When I refer to the BB magazine, I do not mean the 350-shot BB reservoir. You can leave that full all the time and shoot lead pellets without a problem. I’m referring to the visible BB magazine that can be seen on the left side of the gun.
The visible BB magazine on the left side of the gun is filled from the internal 350-shot BB reservoir. The small switch at the right of this photo controls this magazine. Here it’s shown in the open position, so the magazine can be filled by holding the muzzle down and shaking the gun with a twisting motion. After the magazine is filled, push the switch to the rear to retain the BBs.
The instruction manual says to watch the tip of the bolt when feeding BBs into the breech. I found that to be impossible, because the 5-shot pellet clip blocks the view, and it must be in place to feed BBs. But you can watch the BBs move through the visible magazine window shown in the photo above and know for certain that a BB has been fed. Once I figured this out, there were no difficulties and feeding was reliable.
Velocity with BBs
I started with Daisy zinc-plated BBs because I’ve noted in past reports they’re the most uniform and usually give the highest velocity and the best accuracy. I decided to test the gun on five pump strokes and again on ten. That should give us an idea of what the gun can do.
On five pump strokes, the BB averaged 460 f.p.s., but the velocity spread was large. From a low of 451 f.p.s to a high of 483 f.p.s., the total spread was 32 f.p.s. Normally, I expect to see a 6-10 foot-second spread when shooting with the same number of pump strokes. However, I did see that the more I shot the gun the faster it went, up to a point. I think the pump cup needed to be warmed up through repeated use, even though I shot in 70 degrees F (21 degrees C) temperature, so it wasn’t too cold for the gun. The pump cup just needed to be flexed a bit to warm it and get it sealing all the way.
On ten pump strokes, the gun gave an average of 579 f.p.s. with the same BB. This time the spread went from 566 to 588 f.p.s., so it was still a 22 foot-second spread. Perhaps the hardness (durometer) of the pump cup material is causing such a large spread. That would probably make it a longer-lasting material, so there’s a tradeoff.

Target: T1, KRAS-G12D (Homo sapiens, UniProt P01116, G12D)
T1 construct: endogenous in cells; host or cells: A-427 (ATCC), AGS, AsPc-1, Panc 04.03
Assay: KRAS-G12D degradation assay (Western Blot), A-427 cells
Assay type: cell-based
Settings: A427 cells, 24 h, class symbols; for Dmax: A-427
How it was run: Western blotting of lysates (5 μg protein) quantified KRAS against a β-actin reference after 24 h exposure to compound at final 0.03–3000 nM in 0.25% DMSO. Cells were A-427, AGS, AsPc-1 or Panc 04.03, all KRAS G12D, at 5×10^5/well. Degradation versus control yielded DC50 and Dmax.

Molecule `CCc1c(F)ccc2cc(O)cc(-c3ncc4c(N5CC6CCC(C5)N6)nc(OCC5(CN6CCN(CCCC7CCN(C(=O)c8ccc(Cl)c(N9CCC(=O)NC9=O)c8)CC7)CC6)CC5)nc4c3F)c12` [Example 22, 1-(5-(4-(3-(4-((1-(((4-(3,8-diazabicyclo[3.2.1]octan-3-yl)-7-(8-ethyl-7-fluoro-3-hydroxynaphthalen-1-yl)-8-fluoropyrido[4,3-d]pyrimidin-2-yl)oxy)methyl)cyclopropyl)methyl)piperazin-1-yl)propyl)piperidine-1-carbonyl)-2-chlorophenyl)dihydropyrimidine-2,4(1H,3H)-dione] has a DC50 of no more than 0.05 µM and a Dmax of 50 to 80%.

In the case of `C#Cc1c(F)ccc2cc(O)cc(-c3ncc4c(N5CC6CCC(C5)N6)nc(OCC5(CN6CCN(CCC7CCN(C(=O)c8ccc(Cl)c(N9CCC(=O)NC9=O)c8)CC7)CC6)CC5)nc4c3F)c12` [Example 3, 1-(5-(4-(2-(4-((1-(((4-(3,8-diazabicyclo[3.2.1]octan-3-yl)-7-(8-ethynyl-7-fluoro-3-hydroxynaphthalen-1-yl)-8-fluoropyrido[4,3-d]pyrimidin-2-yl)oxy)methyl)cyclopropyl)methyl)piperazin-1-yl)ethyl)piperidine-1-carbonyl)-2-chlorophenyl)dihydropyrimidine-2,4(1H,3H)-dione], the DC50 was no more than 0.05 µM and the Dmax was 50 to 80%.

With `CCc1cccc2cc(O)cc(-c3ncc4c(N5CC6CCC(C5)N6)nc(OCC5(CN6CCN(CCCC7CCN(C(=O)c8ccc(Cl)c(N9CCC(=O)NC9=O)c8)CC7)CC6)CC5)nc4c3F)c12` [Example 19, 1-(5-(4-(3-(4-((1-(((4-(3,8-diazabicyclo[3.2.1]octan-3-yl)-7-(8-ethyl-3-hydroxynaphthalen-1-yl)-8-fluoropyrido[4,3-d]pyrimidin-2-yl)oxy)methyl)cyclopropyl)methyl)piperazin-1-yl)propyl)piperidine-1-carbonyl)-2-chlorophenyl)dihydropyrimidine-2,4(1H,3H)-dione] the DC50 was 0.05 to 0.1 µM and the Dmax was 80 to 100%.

Okay, I guess it’s not fair to test a Crosman gun and not use their BBs, so I also tested some Copperhead BBs. On five pumps, the rifle averaged 465 f.p.s. with a spread from 459 to 472. That’s only 13 f.p.s., which is much tighter than the Daisy BBs.
On ten pumps, the gun averaged 581 f.p.s., so it’s also a little bit faster than with Daisy BBs. The spread went from a low of 574 to a high of 592 f.p.s., so a total of 18 f.p.s. The bottom line is that Crosman Copperhead BBs are more consistent in the M4. I guess I’ll have to try both in the accuracy test.
Pumping not that easy
I said in Part 1 that the M4 is easier to pump because the stroke is short. Well, after today’s test, I have to change that. After you pass five strokes, the effort required to pump increases; and by the end of the session, my left hand was hurting from the pump handle. Also, the gun makes quite a racket with every pump stroke because the handle slaps down hard when the stroke is finished.
Velocity with pellets
I tried only a single pellet in the rifle. I tried it on five pump strokes and on ten. The pellet I used was the Crosman Premier Super Match, which is a wadcutter target pellet that’s appropriate to a rifle in this power range. On five pumps, the pellet averaged 429 f.p.s. and ranged from 424 to 433 f.p.s. The velocity spread is much tighter when the projectile fits the bore better.
On high power the same pellet averaged 529 f.p.s. with a low of 508 and a high of 545 f.p.s. That’s a big spread for a pellet in a multi-pump rifle, so I don’t know what is going on.
What about lead balls?
I figured someone would ask about shooting round lead balls out of this rifle so I tried it. First, there was difficulty finding a ball that worked. Since lead balls aren’t magnetic, they won’t feed properly through the BB feeding mechanism, so they have to be treated like pellets and fed from the clip. That eliminates all round balls smaller than a .177 pellet because they won’t stay in the clip long enough to feed into the barrel. The only round ball that worked somewhat was a Beeman Perfect Round, which is no longer made, but is similar to the H&N round ball. These measured 0.176 inches, which is close enough that they stuck in the pellet clip — sort of. When I tried shooting them, the two that were outside the receiver fell out of the clip on the first shot, so they’re not really large enough to use in this gun.
On five pumps, the one shot I fired went 407 f.p.s.; and on ten pumps, the other two shots went 502 and 519 f.p.s. I do not recommend this ammunition in this airgun.
Impressions thus far
Today, I got past the appearance and had a good look at the functioning of the rifle. The fact that the clip has to be indexed by hand for every shot slows you down more than you might imagine. Like I said in the first report, making a multi-pump a repeater sort of misses the mark. The time that it takes to get ready for the next shot negates any speed the repeating mechanism offers.
My test gun is shooting slower than the advertised top velocity of 625 f.p.s. for this rifle. It’s close, at 581 with Copperhead BBs, but not close enough. Maybe the rifle needs to break in, or perhaps the 625 f.p.s. is what a lone maximum shot could potentially be.